6.27.11 Wings of Desire
I never was much into wings. My friend Busby always sang their praises when she wasn't going on about California Pizza Kitchen or Popeye's fried chicken. They just never seemed meaty enough to me, and I hadn't yet developed a fondness for eating things off the bone. But G has a passion for wings, and in learning to make them for him, I fell for them. That happens sometimes, doesn't it? Indifference turns to pleasure and life just gets that much better. Now I understand how succulent, how crispy yet gooey, how caramelized and packed with flavor are these little wings. No wonder they make such great stock. Did you ever sample David Chang's wings at Momofuku Noodle Bar? I'm not sure he still serves them but they were insane. I think they were poached, then smoked and then finished on the grill. (Here's
an adapted recipe which I may try sometime.) The point is, don't just throw your wings under the broiler and expect them to be great. They have a fair amount of fat, so one great technique is to poach them first and then finish them in a very hot oven. Marinating them overnight or even for a few hours does wonders. They pair beautifully with strong flavors like garlic, ginger and chile, and a little something to help them caramelize like soy sauce, honey or maple syrup.
note the feline friend lurking hopefully in the background
Wings are very popular with guys. And with kitties. There's the Buffalo wing, of course, but that's a bit over the top. Fried and then sauced and then doused with blue cheese? Not my style. I do a version marinated in sherry vinegar, garlic and spicy smoked paprika that is divine. But lately we tried some with ginger and miso that were really good.
i try to recycle ziploc bags over and over
Large Ziplocs are great for marinating because they let you rearrange the wings easily so every surface gets coated. Put the whole thing in a bowl, though, in case of any leaks. Another tip is to line your baking sheet with parchment paper. This makes clean-up much more pleasant. And, finally, for recipes that don't include a step that uses the wing tips, be sure to save them in your freezer and add them to your homemade stock.If you haven't made wings before and are uncertain how to break them down, here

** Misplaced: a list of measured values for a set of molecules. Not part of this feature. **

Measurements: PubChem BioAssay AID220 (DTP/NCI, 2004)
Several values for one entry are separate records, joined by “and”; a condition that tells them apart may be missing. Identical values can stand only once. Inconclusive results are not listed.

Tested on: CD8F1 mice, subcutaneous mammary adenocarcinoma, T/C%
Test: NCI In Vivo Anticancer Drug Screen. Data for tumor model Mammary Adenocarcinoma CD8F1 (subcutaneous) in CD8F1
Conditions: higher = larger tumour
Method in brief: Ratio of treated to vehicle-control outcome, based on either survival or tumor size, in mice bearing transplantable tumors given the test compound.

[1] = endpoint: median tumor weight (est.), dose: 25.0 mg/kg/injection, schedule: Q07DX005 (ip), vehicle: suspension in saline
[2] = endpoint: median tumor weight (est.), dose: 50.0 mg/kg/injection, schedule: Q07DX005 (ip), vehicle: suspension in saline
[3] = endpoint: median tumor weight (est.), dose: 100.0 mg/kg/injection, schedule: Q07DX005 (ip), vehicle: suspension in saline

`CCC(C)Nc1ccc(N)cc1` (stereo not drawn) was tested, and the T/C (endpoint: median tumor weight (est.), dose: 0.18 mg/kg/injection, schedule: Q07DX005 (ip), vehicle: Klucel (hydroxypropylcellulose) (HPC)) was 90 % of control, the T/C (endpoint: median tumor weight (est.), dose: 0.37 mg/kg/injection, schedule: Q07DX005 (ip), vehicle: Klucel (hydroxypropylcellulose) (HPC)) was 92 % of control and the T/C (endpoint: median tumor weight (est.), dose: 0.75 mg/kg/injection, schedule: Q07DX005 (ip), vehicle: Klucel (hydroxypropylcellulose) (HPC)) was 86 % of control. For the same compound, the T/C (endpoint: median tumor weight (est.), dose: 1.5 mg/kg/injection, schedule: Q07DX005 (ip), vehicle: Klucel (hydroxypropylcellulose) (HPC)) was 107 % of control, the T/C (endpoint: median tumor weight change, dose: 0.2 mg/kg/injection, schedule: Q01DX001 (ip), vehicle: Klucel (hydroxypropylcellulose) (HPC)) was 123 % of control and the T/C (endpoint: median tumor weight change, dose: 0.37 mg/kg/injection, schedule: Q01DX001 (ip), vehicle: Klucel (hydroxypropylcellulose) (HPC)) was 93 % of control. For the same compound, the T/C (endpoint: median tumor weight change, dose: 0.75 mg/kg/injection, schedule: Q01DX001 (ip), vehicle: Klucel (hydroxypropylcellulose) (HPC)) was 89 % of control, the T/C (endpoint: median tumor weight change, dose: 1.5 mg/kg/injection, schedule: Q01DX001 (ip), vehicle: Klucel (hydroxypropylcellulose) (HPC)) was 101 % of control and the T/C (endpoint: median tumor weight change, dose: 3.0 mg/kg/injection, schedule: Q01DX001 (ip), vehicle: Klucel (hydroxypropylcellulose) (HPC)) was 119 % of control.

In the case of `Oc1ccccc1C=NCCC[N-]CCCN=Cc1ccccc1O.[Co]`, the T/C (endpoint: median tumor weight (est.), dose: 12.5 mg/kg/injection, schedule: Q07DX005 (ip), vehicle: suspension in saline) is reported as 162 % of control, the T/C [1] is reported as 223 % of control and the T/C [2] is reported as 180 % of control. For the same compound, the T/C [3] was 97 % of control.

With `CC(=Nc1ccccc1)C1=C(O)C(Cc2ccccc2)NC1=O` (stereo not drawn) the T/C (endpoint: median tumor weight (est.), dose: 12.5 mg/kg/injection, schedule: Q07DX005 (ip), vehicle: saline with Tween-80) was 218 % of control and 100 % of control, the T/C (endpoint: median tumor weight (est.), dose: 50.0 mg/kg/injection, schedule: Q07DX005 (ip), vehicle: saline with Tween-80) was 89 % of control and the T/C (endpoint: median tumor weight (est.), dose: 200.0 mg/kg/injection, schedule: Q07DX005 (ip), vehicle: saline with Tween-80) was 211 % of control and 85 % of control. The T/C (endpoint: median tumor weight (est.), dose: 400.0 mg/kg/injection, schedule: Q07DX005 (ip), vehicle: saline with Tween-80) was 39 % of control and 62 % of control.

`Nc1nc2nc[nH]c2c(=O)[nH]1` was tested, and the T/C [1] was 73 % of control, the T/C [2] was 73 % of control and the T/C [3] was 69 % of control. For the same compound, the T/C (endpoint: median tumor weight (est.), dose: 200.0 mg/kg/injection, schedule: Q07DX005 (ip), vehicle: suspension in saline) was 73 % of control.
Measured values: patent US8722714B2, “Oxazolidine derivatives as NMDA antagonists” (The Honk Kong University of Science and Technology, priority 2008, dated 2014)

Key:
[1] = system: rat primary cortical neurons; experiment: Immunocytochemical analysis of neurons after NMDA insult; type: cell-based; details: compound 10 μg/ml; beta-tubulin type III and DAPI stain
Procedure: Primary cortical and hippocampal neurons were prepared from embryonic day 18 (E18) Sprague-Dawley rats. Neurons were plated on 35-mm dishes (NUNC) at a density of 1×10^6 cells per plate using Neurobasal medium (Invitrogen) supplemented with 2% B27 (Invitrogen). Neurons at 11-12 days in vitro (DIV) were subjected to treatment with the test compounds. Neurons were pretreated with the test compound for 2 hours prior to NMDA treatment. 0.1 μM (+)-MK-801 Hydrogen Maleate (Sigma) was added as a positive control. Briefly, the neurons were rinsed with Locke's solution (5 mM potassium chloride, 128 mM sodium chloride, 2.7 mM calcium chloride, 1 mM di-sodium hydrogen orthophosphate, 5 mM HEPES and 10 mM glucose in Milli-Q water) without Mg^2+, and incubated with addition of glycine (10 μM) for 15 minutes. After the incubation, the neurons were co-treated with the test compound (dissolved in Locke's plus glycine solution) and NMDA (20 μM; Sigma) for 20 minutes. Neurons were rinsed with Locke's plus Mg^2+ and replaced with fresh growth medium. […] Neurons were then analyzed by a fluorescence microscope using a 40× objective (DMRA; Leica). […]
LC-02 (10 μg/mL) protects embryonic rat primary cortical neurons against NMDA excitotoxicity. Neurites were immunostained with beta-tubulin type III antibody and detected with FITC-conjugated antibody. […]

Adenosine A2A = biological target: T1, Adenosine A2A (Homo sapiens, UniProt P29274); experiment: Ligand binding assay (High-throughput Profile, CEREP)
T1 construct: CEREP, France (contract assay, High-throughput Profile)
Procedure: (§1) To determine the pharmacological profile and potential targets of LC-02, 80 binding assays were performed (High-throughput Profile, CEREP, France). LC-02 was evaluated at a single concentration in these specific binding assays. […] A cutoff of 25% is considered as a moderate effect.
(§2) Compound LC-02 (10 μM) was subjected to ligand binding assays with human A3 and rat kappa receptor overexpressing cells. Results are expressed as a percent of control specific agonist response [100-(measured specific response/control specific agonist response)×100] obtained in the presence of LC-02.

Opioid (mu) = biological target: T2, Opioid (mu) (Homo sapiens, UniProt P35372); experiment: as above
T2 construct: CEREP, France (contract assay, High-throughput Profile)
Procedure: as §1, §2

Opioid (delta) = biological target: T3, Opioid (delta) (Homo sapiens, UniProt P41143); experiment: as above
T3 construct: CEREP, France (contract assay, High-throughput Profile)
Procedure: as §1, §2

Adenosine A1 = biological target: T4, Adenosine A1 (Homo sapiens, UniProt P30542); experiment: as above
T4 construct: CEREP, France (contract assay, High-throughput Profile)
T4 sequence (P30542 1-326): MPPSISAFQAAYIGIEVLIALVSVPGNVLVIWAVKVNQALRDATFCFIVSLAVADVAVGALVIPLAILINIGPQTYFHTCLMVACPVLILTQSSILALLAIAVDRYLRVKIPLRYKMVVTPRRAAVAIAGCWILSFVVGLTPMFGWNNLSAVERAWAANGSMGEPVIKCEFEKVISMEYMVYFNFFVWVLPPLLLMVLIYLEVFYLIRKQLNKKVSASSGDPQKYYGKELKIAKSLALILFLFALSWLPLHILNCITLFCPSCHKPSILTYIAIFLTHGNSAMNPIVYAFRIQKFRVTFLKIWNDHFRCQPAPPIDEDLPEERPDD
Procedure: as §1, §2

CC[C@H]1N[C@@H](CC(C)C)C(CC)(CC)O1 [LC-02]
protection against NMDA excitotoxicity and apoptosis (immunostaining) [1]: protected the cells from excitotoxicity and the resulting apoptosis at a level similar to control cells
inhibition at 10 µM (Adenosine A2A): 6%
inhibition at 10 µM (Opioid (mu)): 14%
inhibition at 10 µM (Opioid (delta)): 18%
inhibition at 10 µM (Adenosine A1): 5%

is a great step-by-step diagram from Cook's Illustrated.
Ginger-Miso Chicken Wings
from aargersi on Food52
serves 6 as a snack, or 3 for a more substantial meal
— 2 tablespoons ginger, finely minced
— 1 tablespoon fresh lemon juice
— 1/2 cup honey
— 2 tablespoons soy sauce
— 1 teaspoon ground white pepper
— 3-4 tablespoons red miso
— 1 large carrot
— 1 stalk celery
— 12 ginger coins, about 1/2" thick
— 6 cups water
— 3 pounds organic chicken wings
— 4 scallions, minced
Trim and cut the wings. Put the tips in a stockpot with the water, miso, ginger coins, white pepper, carrot and celery. Simmer for an hour.
Now add the wings and poach them for about 10-12 minutes, just until they are done. Turn the heat off and let them rest in the stock for another 15 minutes; then remove them from the stock with a slotted spoon. Strain the stock and save it for another use, like some noodle soup.
Heat the oven to 450º. Toss the wings with the remaining ingredients. Spread the wings on a parchment-lined baking sheet. Bake until crispy and caramelized, turning a couple of times as they cook. You may finish them under the broiler, but watch them carefully!